In other areas FPM has protected private home schooling families both by catching proposals of anti-homeschool laws before they reach the legislative process, as well defeating actual bills in the legislature that would infringe upon the rights of parents to privately educate their own children at home. To date, FPM has directly or indirectly helped defeat many damaging parental and private school rights bills and has been critical in helping to pass legislation supporting the same.[xxii]

Public Homeschooling

Coinciding with the growth of private homeschooling has been the increased opportunities public officials offer to parents seeking alternatives to the traditional campus-based public school. Parents often chose this method for the financial aid and supplies offered by the government funding, but also must obey increasing amounts of regulations and laws regarding when and what is taught.

Public School ISPs

There is an option in California for people to homeschool using a public school independent study program, administered by the local public school district. This is the least flexible option for homeschooling in California as the district through whatever program it has constructed dictates the student’s education. These programs were traditionally used for remedial or troubled students[xxiii], though there are programs designed for more conventional homeschooling students[xxiv]. Not all districts offer this type of program.[xxv]

The program where offered must comply with all the laws that apply to the public school and restrictions required in that district. The student is often assigned a teacher and curriculum from a local public school and the teacher gives assignments and meets regularly with the student. Some parents choose this option because of the lesser amount of work on their part relative to the private school option, while others choose its rigorous accountability and access to public school extra-curricular activities.[xxvi]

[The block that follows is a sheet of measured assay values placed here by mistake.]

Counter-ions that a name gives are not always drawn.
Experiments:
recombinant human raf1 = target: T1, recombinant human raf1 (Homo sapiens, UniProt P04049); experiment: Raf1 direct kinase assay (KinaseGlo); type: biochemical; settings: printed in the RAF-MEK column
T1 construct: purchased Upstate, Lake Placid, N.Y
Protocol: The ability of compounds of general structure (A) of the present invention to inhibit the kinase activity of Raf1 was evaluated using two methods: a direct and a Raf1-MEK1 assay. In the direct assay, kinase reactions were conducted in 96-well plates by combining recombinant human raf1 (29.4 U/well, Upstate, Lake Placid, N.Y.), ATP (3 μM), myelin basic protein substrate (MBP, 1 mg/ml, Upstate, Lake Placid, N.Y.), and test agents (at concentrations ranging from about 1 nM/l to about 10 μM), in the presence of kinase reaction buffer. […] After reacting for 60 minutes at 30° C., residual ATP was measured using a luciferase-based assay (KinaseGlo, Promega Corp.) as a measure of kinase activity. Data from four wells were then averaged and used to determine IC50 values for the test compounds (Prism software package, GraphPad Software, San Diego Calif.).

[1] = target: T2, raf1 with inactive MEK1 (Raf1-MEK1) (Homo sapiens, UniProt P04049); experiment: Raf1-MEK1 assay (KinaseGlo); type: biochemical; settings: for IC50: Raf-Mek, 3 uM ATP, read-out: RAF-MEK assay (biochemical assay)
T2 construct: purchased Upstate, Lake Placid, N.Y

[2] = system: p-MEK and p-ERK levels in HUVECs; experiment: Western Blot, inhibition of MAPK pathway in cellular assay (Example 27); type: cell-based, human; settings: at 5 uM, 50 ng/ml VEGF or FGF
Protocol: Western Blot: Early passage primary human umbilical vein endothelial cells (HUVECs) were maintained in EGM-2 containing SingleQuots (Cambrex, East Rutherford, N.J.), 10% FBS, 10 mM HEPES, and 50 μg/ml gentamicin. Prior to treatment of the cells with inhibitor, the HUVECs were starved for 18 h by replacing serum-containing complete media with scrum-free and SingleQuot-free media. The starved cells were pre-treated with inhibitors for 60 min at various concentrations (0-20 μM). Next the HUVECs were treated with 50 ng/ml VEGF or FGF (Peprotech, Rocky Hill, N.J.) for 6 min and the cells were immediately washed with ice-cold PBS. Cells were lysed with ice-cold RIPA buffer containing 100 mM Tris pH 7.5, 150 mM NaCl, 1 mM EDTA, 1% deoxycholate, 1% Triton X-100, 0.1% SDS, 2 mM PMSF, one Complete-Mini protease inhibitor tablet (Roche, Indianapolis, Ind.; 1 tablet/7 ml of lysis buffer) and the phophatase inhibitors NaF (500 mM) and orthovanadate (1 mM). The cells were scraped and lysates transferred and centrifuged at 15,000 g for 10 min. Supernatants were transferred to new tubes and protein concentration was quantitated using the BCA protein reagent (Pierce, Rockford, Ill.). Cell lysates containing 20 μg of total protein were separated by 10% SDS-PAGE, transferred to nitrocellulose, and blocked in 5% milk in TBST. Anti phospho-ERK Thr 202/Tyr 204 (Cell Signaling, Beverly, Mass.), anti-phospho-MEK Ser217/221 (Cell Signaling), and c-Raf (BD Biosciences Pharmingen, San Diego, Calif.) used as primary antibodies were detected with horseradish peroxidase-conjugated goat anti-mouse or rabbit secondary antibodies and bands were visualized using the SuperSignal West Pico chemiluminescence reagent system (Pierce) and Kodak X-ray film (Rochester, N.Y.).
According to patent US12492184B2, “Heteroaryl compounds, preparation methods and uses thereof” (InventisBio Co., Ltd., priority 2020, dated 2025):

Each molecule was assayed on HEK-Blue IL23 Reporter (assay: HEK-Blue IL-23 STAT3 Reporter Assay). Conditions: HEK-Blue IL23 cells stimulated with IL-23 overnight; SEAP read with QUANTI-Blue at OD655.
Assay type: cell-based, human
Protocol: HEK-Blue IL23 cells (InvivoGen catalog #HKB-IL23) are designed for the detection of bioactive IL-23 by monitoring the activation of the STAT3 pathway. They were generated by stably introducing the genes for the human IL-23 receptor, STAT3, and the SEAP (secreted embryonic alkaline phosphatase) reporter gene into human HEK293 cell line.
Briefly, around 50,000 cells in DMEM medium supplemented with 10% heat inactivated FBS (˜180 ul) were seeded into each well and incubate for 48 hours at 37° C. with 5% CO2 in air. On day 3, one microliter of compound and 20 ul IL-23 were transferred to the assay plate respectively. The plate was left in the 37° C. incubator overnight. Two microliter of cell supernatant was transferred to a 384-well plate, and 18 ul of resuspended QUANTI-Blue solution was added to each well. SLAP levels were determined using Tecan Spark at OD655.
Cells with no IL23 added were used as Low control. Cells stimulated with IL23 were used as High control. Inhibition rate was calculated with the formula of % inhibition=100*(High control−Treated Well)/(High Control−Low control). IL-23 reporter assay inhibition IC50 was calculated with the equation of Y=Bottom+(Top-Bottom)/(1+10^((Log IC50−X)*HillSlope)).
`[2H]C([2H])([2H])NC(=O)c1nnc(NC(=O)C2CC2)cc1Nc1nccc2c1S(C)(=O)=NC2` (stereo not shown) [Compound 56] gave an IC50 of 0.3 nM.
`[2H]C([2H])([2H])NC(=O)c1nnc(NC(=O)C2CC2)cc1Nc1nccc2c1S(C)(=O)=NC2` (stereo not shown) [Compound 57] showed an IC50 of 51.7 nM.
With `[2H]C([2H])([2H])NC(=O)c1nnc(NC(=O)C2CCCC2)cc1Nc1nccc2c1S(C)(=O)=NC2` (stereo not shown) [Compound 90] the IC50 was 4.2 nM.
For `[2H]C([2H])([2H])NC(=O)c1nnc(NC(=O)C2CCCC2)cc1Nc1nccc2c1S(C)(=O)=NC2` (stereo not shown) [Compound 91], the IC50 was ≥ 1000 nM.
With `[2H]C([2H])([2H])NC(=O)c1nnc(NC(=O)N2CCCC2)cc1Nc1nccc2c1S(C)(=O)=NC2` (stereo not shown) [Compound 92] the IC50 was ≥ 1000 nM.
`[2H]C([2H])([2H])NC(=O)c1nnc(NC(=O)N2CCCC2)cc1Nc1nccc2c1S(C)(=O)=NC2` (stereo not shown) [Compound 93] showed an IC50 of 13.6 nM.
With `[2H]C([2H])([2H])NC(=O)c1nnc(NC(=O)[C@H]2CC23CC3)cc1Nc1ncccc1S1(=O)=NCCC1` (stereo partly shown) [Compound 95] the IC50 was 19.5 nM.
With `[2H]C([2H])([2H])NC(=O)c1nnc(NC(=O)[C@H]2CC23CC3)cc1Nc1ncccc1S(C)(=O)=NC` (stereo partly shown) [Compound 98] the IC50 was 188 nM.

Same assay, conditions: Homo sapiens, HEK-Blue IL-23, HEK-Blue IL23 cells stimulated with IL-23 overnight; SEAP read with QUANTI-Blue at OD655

Charter Schools

In 1992 California’s legislature authorized the formation of charter schools as an attempt at reforming education.[xxvii] Charter schools are formed when a group of teachers, parents, or anyone forms a charter or contract with public officials to operate a public school following the guidelines and methods laid out in the charter.[xxviii] These schools are public schools though they offer greater flexibility than conventional public schools, they are required to be nonsectarian and have many legal requirements and restrictions. The laws regarding charter schools are ever-evolving and the movement is growing rapidly. [xxix] [xxx]

Some charter schools are campus-based and some are home-based. Depending on the charter, parents choosing to homeschool this way may or may not choose their own curriculum, which must be non-religious, and function with varying amounts of oversight from school officials. Homeschooling families using the Charter School system can have many similar opportunities to those homeschooling privately as in some cases where the two communities come together for information, activities, and social events.

Other Groups and Organizations